The research suggests that reference checks are poor predictors of future performance, which, after all, is what the selection process is about; you are trying to predict the future performance of a candidate. The research suggests one should not put too much weight on references check, however, they need to be done and any selection process would feel incomplete if they were not done. At the minimum they are probity checks to at least confirm a candidate’s work history, however, beyond the standard range of questions that are asked, what are some other questions that may yield reliable information about a candidate.
Areas to ask questions about are honest-humility, conscientiousness, and guilt-proneness. These traits are hallmarks of an ethical employee.
Honesty-humility captures the motivational aspect of moral character—the desire to do good and avoid wrongdoing. Conscientiousness captures the willpower element of moral character—the facility and determination to do the right thing. Guilt-proneness captures thoughts and feelings that are a blend of honesty-humility and conscientiousness. Guilt-proneness is the extent to which a person would feel bad if he or she did something wrong, even if no one knew about it. It predicts a deep sense of responsibility for others, which helps to explain why recent studies have found that a person’s guilt proneness is an excellent predictor of job performance and leadership skills.
This knowledge gives us clues as to what we should look for when making hiring decisions and promoting people to leadership decisions. When evaluating a job candidate consider asking these questions of their referees:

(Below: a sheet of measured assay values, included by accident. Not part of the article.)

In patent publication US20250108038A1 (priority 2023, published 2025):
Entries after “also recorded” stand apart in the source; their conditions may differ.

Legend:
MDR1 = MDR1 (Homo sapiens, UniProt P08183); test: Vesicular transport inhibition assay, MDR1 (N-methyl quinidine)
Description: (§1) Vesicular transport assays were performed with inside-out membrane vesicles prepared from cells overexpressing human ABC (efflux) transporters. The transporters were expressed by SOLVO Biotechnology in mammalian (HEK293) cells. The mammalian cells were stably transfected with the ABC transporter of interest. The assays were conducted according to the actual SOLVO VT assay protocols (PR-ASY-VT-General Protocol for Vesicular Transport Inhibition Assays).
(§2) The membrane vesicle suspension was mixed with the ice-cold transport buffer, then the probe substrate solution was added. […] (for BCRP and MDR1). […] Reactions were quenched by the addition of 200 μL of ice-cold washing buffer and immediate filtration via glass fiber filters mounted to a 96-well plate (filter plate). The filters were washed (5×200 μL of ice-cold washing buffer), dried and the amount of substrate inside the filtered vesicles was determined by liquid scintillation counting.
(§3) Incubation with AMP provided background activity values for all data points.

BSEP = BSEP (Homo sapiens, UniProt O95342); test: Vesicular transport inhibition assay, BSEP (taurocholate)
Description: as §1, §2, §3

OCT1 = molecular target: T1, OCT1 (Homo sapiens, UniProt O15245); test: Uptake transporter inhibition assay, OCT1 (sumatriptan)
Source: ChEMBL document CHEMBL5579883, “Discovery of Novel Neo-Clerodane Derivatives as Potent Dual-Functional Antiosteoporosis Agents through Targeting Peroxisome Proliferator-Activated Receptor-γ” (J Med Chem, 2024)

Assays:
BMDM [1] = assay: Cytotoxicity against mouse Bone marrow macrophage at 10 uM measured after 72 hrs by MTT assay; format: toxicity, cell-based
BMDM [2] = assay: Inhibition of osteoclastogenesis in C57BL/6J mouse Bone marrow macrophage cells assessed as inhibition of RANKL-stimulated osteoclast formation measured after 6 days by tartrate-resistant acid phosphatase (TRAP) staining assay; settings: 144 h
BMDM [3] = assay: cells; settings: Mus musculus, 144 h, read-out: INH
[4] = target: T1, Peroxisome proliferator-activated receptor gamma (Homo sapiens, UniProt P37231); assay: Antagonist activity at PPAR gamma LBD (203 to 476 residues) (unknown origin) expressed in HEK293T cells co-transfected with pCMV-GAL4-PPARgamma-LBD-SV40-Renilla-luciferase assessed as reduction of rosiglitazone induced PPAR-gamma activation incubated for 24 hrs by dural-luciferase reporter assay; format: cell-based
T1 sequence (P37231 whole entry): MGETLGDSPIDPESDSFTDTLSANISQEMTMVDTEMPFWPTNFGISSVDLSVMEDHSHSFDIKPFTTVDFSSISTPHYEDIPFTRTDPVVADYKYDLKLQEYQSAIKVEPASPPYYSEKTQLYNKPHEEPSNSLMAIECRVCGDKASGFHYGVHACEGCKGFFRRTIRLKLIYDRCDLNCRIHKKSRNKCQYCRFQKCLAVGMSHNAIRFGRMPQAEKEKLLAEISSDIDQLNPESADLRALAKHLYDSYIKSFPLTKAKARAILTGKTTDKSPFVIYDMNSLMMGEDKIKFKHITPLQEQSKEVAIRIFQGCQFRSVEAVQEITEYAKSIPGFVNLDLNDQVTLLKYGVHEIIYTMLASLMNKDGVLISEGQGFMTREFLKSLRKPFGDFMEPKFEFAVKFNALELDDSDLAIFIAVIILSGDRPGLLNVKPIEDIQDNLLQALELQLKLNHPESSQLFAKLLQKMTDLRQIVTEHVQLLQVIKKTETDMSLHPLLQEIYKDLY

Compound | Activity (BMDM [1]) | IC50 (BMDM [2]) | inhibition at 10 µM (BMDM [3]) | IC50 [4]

- Would this person feel bad about committing a transgression or making mistake even if no one knew what he or she did?
- Does he or she have a strong sense of responsibility for others?
- Would this person feel bad about letting others down?
- Is this person truthful, humble and fair?
- Is this person hard-working, careful and thorough when completing tasks?
- This question is a bit left field, but, if this person was using the photocopier and it malfunctioned while they were using it would they walk away and not tell anyone or would they try and fix it or get someone who could?
- Please describe a time when you made a mistake at work?
How did they feel when this occurred?
What did they do?
What, if anything, did they learn from this experience?
Who an organisation hires is one of their most important decisions. Get it right, it can lead to increased productivity, staff engagement and workplace harmony. Get it wrong and it can be a very costly mistake. Reference checks are but a small part of the selection process, but a necessary one and perhaps one, or all of these questions, may help you with your recruitment decision.
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ABOUT THE AUTHOR:
I am a Workplace Psychologist and owner of Fermion. I enjoy keeping up to date with the latest research in workplace psychology and sharing that information so that you can, “Learn from the mistakes of others. You can’t live long enough to make them all yourself.” (Eleanor Roosevelt)
The focus of Fermion is psychometric testing for recruitment and “Recruitment to Retention: How to Select Good Staff & Keep Them.” It is through being up to date and adopting an evidence-based approach to work, that I can give my clients the latest and best scientific and empirical advice.
If you are looking to improve your staff selection, induction, and retention processes, contact me at Fermion to arrange a personal presentation at your office, or via videoconferencing. Please contact me at email@example.com or 0401 752 602.